So for example, an exercise or exercise sequence designed to tackle poor balance would be modified to incorporate some strength building. Or, looked at from a slightly different angle, certain routines hit a broader impact area. Certainly Yoga appeared to have a positive impact on a range of negative symptoms. 
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Over a period of time Victoria built up a large number of routines.  Since it was clear that I was now facing a long-term process, it was essential that my exercise programme provided variety and challenge. We had three sessions per week, with Victoria preparing a programme at the beginning of each week and woe betide me if I didn’t stick to it! While at the beginning of my working with Victoria, the focus was on maximising exercise impact, with time we moved more to a management of conflict. One of the most debilitating symptoms of Parkinson’s is sheer exhaustion.

While I desperately needed to work my body to prevent the progression of the disease, overstepping the mark could leave me feeling sick and dizzy. I needed to maintain flexibility but in doing so I had to be careful not to over-stretch a body that was not getting any younger. It was a delicate balancing act  – push myself too hard and risk over- exertion , make the programme too easy and it would not provide the necessary benefits. Managing these conflicts required an acute understanding of the exercises (Victoria has a genius for breaking complex exercises down to component parts and slowly rebuilding the exercise to a manageable entity), and an equally acute ability to recognise how the body was reacting to the exercise regime.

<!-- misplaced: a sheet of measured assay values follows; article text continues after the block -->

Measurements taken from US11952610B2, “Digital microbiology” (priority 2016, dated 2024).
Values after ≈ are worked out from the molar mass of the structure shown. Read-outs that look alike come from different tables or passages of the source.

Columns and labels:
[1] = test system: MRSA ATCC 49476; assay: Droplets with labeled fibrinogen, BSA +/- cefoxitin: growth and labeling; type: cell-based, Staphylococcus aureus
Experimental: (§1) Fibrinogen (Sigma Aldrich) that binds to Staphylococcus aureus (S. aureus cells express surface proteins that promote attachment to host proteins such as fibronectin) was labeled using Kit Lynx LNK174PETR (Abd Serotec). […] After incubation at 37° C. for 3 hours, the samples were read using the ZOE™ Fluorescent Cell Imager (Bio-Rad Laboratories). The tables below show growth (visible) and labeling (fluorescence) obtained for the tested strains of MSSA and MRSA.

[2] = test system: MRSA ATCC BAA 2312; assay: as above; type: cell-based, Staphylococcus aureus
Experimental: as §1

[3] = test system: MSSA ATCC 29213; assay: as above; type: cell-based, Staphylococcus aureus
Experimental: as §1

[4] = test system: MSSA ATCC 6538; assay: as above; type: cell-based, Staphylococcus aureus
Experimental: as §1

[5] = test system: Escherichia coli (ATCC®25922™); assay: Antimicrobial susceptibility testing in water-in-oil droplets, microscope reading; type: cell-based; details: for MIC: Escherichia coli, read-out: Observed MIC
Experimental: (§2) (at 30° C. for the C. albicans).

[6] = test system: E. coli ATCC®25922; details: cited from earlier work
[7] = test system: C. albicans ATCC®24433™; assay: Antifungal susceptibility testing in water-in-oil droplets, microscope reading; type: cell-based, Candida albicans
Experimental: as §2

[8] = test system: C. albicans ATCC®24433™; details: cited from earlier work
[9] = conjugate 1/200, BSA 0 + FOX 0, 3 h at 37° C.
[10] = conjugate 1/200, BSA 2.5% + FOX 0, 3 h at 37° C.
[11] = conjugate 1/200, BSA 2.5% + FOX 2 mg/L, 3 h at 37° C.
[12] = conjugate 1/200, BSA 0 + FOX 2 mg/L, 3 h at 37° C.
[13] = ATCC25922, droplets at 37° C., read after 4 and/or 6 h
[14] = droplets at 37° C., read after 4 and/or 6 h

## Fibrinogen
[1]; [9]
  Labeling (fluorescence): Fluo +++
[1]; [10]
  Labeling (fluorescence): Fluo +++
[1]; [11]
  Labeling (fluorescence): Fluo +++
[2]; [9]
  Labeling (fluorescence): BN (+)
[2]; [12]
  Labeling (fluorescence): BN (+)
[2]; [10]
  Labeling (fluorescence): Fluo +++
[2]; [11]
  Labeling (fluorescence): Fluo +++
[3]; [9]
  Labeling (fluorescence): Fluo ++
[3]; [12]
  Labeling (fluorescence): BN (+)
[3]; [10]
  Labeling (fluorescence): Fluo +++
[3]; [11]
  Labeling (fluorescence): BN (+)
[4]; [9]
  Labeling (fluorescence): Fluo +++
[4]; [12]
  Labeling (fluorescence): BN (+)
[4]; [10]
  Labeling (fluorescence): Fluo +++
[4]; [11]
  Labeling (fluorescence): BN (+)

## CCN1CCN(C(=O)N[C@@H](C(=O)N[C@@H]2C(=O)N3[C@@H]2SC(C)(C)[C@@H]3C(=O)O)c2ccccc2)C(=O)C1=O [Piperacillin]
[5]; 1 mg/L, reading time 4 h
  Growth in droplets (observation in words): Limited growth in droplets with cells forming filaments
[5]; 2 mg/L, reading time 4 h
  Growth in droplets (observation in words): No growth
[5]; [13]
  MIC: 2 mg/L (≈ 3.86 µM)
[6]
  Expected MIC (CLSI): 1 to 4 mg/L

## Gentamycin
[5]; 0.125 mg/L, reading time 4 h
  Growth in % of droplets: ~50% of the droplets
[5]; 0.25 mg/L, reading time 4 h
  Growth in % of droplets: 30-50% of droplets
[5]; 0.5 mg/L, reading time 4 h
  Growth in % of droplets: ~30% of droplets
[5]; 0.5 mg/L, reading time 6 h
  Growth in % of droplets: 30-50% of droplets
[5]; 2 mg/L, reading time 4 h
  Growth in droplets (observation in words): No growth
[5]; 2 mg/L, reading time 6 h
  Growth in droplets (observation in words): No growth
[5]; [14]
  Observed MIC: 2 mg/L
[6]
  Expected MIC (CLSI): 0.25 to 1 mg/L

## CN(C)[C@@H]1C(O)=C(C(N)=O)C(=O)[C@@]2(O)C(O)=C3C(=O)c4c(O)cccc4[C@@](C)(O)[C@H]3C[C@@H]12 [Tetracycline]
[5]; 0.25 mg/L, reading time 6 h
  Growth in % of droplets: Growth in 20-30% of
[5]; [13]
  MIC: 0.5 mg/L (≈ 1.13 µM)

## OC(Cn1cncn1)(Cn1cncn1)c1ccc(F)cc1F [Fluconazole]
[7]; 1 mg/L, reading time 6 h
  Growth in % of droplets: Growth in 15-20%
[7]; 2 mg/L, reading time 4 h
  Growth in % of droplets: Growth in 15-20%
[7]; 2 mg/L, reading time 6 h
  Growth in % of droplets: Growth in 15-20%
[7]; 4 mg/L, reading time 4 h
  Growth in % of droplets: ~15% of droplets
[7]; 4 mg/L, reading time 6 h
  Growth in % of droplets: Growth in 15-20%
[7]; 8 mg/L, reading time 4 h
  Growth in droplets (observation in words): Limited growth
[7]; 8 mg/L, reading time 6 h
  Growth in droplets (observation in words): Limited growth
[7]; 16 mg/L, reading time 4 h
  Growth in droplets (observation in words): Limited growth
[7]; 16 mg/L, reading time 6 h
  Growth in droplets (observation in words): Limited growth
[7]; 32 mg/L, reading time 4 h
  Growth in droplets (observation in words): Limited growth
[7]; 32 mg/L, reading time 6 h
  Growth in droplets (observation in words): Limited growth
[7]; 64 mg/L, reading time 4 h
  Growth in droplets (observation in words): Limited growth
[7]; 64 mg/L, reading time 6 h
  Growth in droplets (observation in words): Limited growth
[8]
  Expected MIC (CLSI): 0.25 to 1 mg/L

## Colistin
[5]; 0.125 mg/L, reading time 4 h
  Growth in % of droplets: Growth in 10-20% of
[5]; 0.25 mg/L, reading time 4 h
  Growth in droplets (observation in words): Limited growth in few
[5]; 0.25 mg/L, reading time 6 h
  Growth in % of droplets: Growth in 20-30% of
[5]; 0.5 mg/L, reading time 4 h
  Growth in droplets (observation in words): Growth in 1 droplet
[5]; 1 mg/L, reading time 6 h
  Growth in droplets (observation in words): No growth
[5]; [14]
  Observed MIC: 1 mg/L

I can’t stop getting older but I believe that many of the debilitating aspects of Parkinson’s have been controlled by targeted exercise

So where am I now?

Nearly eight years since the diagnosis I remain on a very low dose of medication (what my specialist calls the ‘beginners pack’). Other than to the professional eye there is nothing wrong with me. It is only in the last 12 months that I have told my children of my condition none of whom had spotted it in the preceding seven years. I continue to do all the things that I have always done –  walk, cycle, follow a prescribed exercise programme, play football with my grandsons and drive the 250 miles between my base in Warwick and my second home in the northeast.

Of course I have had to adopt somewhat lower expectations.  I say to people that we used to walk in the Lake District looking down at the lakes form the hilltops, now we walk looking up to the hilltops from the valleys!  I have no doubt that a properly tailored exercise regime has slowed the progression of my Parkinson’s.  I can’t stop getting older but I believe that many of the debilitating aspects of Parkinson’s have been controlled by targeted exercise .  Eight years ago I thought I would by now be showing many of the Parkinson symptoms while in fact I continue to lead a normal life.
David fieldwork